LONDON (Reuters) - Premier League clubs have spent more than 850 million pounds in this summer's transfer window and are on course to break their record, data released by website Sporting Intelligence showed on Monday.
With more than a month remaining before the close of transfer business on Aug. 31, English clubs are again proving to be Europe's heaviest spenders and will likely top the 1.165 billion pounds they lavished on new players last summer.
Manchester City have spent the most, 188 million pounds on six new players, with Monaco's Bernard Mendy becoming the latest to join on Monday. City did not publish a fee, but British media reported it to be around 49 million pounds.
City have received 34.2 million pounds from selling five players, leaving a net spend of more than 150 million pounds.
Champions Chelsea are the next biggest spenders on 130.4 million pounds, followed by Manchester United on 105.8 million pounds, although Jose Mourinho's club say they will make a further two signings during this transfer window.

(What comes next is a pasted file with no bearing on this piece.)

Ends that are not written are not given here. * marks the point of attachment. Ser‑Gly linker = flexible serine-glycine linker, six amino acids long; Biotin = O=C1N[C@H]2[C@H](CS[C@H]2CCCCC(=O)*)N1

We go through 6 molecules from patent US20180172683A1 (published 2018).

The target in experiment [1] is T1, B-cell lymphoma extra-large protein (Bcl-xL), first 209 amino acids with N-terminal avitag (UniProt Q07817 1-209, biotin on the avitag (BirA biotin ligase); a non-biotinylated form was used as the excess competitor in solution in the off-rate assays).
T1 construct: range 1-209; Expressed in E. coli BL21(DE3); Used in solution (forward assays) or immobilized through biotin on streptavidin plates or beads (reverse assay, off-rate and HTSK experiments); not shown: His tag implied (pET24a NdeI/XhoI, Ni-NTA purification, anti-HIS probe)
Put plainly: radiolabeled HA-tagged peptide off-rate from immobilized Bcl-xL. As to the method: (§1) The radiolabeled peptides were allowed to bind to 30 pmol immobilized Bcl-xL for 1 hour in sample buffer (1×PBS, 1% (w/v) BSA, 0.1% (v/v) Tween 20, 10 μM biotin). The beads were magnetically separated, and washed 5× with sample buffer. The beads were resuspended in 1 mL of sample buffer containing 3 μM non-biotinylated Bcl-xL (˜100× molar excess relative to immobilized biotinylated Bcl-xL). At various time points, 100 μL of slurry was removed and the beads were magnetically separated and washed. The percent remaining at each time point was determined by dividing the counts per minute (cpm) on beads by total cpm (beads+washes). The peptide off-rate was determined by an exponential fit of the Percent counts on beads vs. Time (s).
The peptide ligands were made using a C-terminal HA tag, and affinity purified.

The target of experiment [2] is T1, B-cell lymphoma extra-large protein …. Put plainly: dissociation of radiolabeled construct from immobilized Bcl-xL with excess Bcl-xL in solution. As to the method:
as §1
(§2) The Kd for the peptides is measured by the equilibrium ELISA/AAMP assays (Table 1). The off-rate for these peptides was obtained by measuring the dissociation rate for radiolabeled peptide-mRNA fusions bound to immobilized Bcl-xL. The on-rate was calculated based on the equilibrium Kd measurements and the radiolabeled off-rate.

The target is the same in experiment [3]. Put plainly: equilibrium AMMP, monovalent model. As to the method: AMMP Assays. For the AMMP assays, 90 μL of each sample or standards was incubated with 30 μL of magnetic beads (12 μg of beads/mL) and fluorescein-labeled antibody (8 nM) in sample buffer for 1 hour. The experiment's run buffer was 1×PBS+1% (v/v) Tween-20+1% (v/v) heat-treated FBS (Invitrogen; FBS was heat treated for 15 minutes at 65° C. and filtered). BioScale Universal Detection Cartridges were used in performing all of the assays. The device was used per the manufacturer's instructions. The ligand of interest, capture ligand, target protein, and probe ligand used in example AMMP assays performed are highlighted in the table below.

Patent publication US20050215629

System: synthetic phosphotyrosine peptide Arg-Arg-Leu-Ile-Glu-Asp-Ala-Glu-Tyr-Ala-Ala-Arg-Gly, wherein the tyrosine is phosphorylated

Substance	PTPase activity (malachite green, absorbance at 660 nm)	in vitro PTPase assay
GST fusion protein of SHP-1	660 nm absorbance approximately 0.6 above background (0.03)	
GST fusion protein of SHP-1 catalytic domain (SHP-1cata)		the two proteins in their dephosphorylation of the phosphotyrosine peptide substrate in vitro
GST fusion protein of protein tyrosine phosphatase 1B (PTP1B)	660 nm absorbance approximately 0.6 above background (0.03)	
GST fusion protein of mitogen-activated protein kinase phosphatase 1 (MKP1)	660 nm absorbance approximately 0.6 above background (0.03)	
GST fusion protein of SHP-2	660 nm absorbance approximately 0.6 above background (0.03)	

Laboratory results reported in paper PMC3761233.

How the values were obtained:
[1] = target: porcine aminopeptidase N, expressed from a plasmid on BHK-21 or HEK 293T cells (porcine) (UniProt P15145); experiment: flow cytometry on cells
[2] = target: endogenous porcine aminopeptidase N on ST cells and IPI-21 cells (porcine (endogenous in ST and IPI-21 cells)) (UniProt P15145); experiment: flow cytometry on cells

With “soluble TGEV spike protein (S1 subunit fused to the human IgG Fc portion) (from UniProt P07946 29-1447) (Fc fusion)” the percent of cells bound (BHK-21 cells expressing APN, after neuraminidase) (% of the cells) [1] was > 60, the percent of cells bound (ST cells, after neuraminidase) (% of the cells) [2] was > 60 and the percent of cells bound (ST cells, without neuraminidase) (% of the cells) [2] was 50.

Meanwhile, Everton who have spent 93.4 million pounds, have recouped it all, mainly by selling Romelu Lukaku to Manchester United. Arsenal, whose manager Arsene Wenger has been under pressure to bring in new players after a disappointing season, have so far spent 52.7 million pounds.
Three clubs, Tottenham Hotspur, Stoke City and Crystal Palace have yet to spend anything, with Spurs currently 74.3 million pounds in credit on all deals.
All three teams promoted to the Premier League have invested, with Huddersfield's 36.4 million pounds just topping Newcastle United's 31.2 milllion pound, while Brighton and Hove Albion have spent just 13.3 million pounds.
The figures reflect the huge riches being pumped into the world's most lucrative league, with clubs receiving 8.3 billion pounds in TV rights alone for the current three-year cycle.
Such riches mean Premier League clubs are paying a premium in the market. West Bromwich Albion manager Tony Pulis became the latest to question the current trend of hyperinflation.
"At the moment the market out there has gone crazy," he said last week. At 19.8 million pounds, Albion have been one of the league's most modest spenders.
The new Premier League seasons on Aug. 11.
(Reporting by Neil Robinson; editing by Alexander Smith)
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